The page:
Starting to Save for Your First Home in Your 20’s

Starting to Save for Your First Home in Your 20’s

For those who have just finished university, community college, or a private school, things are changing more quickly than ever. It’s time to start a career (and get well paid). It’s time to get a new living space. And it’s time to start managing and controlling money. It could be said that for the 20-somethings, it’s the beginning of their financial life. And it’s so true – wealth at age 30 and 40 will be dictated by financial decisions made in the 20’s. It’s difficult to look into the future at any age, but future financial security and independence depend on astute decisions early on.

The idea for young adults is to lay down a solid financial foundation as soon as possible. It means making smart “social life” choices, creating personal saving habits, and establishing some equity.

Where possible, try to live at home while building savings

Paying rent is the biggest monthly expense of any age. Today, average housing accounts for one third of one’s income (often more). Clearly, living at home base can circumvent these costs. Family issues aside, there’s no better deal. But the dollar savings could make for a reasonable sacrifice.

As an alternative, find some roommates and share housing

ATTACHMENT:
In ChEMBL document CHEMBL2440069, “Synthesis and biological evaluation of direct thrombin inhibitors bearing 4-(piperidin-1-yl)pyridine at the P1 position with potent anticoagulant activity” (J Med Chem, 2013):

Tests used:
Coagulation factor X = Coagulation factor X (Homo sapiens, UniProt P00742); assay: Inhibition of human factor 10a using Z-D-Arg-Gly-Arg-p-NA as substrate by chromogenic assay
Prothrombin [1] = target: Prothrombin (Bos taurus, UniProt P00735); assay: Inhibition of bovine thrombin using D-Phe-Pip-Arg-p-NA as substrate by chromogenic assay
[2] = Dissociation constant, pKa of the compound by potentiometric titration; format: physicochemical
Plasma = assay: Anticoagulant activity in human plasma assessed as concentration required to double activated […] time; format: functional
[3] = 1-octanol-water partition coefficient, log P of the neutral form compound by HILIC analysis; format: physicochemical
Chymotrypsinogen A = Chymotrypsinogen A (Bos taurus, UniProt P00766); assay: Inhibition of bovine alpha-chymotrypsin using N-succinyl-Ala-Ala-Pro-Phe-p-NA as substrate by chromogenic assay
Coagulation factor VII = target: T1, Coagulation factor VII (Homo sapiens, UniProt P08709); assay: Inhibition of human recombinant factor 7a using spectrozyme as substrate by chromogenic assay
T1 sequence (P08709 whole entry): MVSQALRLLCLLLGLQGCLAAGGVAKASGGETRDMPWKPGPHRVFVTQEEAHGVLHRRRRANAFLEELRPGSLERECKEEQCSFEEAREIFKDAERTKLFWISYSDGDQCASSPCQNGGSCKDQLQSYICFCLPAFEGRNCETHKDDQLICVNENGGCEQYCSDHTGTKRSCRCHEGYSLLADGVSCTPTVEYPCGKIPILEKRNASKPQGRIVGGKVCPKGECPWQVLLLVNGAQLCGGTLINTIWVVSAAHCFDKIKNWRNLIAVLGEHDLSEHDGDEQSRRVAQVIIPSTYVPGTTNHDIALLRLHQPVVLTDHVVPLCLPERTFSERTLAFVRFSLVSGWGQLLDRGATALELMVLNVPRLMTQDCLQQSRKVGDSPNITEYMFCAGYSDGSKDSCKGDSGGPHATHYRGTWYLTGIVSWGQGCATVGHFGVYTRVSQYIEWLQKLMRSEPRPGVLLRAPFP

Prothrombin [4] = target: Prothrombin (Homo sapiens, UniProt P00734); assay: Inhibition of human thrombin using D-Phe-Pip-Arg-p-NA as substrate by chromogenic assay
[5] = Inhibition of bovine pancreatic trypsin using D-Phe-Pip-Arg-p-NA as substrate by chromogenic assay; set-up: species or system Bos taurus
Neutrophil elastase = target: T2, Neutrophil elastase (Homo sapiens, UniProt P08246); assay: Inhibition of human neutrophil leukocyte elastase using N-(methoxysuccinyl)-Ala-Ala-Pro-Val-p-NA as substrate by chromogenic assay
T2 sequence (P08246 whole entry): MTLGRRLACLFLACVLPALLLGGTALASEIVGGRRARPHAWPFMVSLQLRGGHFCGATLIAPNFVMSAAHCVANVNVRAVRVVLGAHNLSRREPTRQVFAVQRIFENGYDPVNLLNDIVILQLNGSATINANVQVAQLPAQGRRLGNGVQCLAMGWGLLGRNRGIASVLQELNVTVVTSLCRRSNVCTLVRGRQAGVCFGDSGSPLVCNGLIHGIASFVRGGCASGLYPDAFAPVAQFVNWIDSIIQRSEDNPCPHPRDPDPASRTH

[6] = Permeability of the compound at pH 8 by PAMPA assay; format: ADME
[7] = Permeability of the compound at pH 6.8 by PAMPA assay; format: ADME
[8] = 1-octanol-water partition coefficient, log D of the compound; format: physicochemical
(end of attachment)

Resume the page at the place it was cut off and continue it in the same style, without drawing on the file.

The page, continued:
Living on one’s own can quickly destroy a pay cheque, especially in today’s uncertain real estate market. Financial advisors will always prefer saving money over privacy. And while roommates can also present challenges, the monthly money savings far outweigh any of the disadvantages.

Properly manage the monthly social/entertainment budget

Changing spending habits is difficult at the best of times. Needless to say, for the 20-somethings, entertainment and restaurants and fun times can quickly get out of hand. Here, pure discipline is required to trim expenses and exercise some control. Sometimes it’s just a matter of saying NO.

Financial experts recommend BUYING a car – NOT LEASING

With all the car marketing around, many young people make bad decisions, and lease instead of buy. For one, buying second-hand is a good move. Financing a car is also wise (especially with the deals today). And while leasing seems to be so enticing and attractive, it’s the worst option.

If it’s possible, make additional payments on student loans

For the most part, student debt is part of the landscape these days. The idea is to pay down the debt as soon as possible. The longer debt continues, the more interest is paid, so it’s shrewd to relieve the debt sooner than later. And this may require working with the lending institution.

Knowledge is power – understanding finances is valuable

Understanding personal finances does not have to be challenging – there is information galore out there and absolutely no excuse to be illiterate. In fact, sound financial know-how will make for better decision-making along the way, and will definitely set the stage for long term planning.

Planning and strategizing to purchase that first house

Many experts contend that buying that first home should be a personal goal for the 20-something generation. In principle, there’s much to say for this – in practice, it’s a matter of starting a house fund and committing to the discipline and self-control of turning the goal into reality.

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